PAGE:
DENVER, DEC. 10 -- Harvey Grant was dragging Sunday night, but Wes Unseld couldn't, or wouldn't, give him a breather. Darrell Walker's heels were stinging, but he had to stay in. That is part of the new problem for the Washington Bullets, who finally complete their 10-day western trip Tuesday night against the high-octane Denver Nuggets.

In Sunday's 106-99 loss to the Lakers in Los Angeles, four of the five starters played the entire second half. Only Haywoode Workman got a brief rest. It had to do with the performance of the bench, unproductive for the second straight game.

There had been rumors of a trade to help the situation, but the only activity today was no help. The Bullets waived rookie guard Larry Robinson, who had been on the injured list since Nov. 27 with tendinitis in his left foot. Robinson was on the trip, but merely as a spectator. He averaged 6.7 points and 2.4 assists before being shelved when Ledell Eackles was activated.

The pattern of substitution is very sporadic right now. A.J. English, who played very well against both Golden State and Sacramento, did not play Sunday. Pervis Ellison's minutes have dwindled. Mark Alarie is in and out, and never got in against the Lakers.

It is a classic chicken-and-egg question: Are the reserves not playing well because of not getting any minutes, or not getting minutes because they aren't playing well?

"Your chicken-and-egg question only works if you're talking to people who are sitting on the bench," Unseld said. "If I tell you what I see, you'll know what I know, and I don't want you to know all I know."

He did acknowledge that the current substitution pattern has to do more with individual players coming in to do individual things than with a unit concept.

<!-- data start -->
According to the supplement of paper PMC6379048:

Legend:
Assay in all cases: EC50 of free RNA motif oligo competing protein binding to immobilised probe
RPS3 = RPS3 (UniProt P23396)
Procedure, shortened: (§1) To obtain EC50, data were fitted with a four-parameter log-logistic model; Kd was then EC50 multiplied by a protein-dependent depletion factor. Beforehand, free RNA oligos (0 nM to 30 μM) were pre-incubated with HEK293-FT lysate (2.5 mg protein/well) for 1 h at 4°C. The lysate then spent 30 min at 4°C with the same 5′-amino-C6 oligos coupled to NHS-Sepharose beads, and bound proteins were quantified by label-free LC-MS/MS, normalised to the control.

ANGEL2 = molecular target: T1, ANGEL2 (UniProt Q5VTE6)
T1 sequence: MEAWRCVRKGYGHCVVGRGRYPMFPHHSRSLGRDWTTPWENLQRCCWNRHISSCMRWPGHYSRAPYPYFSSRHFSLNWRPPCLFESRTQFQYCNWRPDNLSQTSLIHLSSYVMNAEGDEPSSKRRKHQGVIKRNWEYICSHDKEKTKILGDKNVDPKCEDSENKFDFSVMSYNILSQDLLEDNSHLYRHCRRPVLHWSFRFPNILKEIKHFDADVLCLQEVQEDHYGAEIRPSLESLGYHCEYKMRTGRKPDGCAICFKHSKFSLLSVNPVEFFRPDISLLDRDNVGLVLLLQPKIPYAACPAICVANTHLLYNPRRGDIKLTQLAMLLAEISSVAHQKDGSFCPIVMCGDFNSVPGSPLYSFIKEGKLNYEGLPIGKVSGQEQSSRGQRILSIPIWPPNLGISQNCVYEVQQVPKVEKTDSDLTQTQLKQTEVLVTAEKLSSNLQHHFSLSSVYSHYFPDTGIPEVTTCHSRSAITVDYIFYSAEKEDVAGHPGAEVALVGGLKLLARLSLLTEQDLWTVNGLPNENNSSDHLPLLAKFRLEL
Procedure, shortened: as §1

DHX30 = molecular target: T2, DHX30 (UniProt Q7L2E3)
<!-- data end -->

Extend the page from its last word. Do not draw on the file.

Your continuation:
"That's what I'm seeing," he said. "That's not what I want or what I've hoped for. I've got the same problem with my bench that I do with my starters. They're in a developmental phase. But it's going to take a lot of work. And I don't know if I have a lot of workers on my bench."

"It would be nice," Walker said, "to have some guys come off the bench and give us some help. . . . Mark and Tommy {Hammonds} . . . Ledell . . . Right now nobody's producing."

Currently there is no sixth man as such, as John Williams was two years ago or Eackles last season. And there is certainly no unit mandate as there was two years ago. That was when the second team was primarily a trapping group.

"I've got to worry about the things I have control over, like what I do when I get in the game," English said today. "You don't know what frame of mind you're in. It would be so much easier if you knew you're going to be the sixth or seventh man. You get hyped up for the game. But when you get so hyped up you set yourself up for disappointment when you don't get in. You've got to keep an even keel. It's hard right now. But I've just got to stay ready."

Hammonds has suffered from the inconsistent time, and when he got in during the second quarter, James Worthy scored on him three straight times. He was quickly out.

"I know I didn't get in {the second half}," he said. "It obviously makes it hard on you, but it's something I'm paid to do. When we get in there now we just continue to do the things that we've done to start the game. We don't really play up-tempo. We don't really trap. I can't put my finger on it. The year before I got here it was an up-tempo game when the bench got in."

If the bench is suffering, it at least has meant more playing time for Grant, who had another terrific game Sunday with 25 points and 12 rebounds. In his last six games, Grant has averaged 18 points on 52 percent (45 of 86) shooting.

"I'm getting more optimistic about Harvey every minute," Unseld said. "Not so much his on-court {performance}, but I'm watching him off court. I thought in the past he was too much of a follower. Now he's changing. He's leading. He's speaking out. He's acting authoritatively. And it's showing on the court, in the locker room, on the bus, everywhere."

It dovetails nicely with the usual expectations of third-year players.

"Same thing I told you about John Williams," Unseld said. "You're either going to show it now or you're never going to show it."